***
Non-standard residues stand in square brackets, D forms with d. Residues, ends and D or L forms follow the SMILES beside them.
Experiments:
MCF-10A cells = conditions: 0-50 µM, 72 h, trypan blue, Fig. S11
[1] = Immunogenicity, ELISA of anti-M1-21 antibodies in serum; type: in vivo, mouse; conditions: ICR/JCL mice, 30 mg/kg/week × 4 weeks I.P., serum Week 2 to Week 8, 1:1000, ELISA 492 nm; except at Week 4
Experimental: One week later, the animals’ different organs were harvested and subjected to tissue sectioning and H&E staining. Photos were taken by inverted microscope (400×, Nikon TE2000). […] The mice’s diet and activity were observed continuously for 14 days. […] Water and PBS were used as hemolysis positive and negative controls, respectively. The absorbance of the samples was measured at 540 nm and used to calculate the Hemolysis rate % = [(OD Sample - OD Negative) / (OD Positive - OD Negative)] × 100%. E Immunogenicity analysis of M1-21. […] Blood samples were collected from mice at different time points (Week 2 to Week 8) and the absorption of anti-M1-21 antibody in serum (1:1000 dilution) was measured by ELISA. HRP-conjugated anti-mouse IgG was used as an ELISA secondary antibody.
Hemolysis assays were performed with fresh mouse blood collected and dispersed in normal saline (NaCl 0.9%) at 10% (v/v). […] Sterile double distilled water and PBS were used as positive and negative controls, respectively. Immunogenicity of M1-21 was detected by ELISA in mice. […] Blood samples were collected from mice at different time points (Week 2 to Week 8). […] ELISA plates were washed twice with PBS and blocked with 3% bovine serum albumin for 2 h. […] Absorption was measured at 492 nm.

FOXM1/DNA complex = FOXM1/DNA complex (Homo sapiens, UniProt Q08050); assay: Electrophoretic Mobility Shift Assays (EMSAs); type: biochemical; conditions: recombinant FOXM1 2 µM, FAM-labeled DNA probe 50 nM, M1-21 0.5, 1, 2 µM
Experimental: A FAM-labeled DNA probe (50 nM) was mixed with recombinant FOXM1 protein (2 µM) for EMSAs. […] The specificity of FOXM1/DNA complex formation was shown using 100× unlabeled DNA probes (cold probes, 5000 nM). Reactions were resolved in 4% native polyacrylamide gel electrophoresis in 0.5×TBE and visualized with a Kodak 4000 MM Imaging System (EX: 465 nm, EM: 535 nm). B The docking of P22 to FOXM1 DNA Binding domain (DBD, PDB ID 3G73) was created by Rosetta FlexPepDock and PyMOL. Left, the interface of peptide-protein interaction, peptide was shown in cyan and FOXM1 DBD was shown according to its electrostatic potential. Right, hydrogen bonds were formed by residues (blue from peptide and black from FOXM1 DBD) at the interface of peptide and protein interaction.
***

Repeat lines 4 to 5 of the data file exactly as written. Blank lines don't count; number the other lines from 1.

[1] = Immunogenicity, ELISA of anti-M1-21 antibodies in serum; type: in vivo, mouse; conditions: ICR/JCL mice, 30 mg/kg/week × 4 weeks I.P., serum Week 2 to Week 8, 1:1000, ELISA 492 nm; except at Week 4
Experimental: One week later, the animals’ different organs were harvested and subjected to tissue sectioning and H&E staining. Photos were taken by inverted microscope (400×, Nikon TE2000). […] The mice’s diet and activity were observed continuously for 14 days. […] Water and PBS were used as hemolysis positive and negative controls, respectively. The absorbance of the samples was measured at 540 nm and used to calculate the Hemolysis rate % = [(OD Sample - OD Negative) / (OD Positive - OD Negative)] × 100%. E Immunogenicity analysis of M1-21. […] Blood samples were collected from mice at different time points (Week 2 to Week 8) and the absorption of anti-M1-21 antibody in serum (1:1000 dilution) was measured by ELISA. HRP-conjugated anti-mouse IgG was used as an ELISA secondary antibody.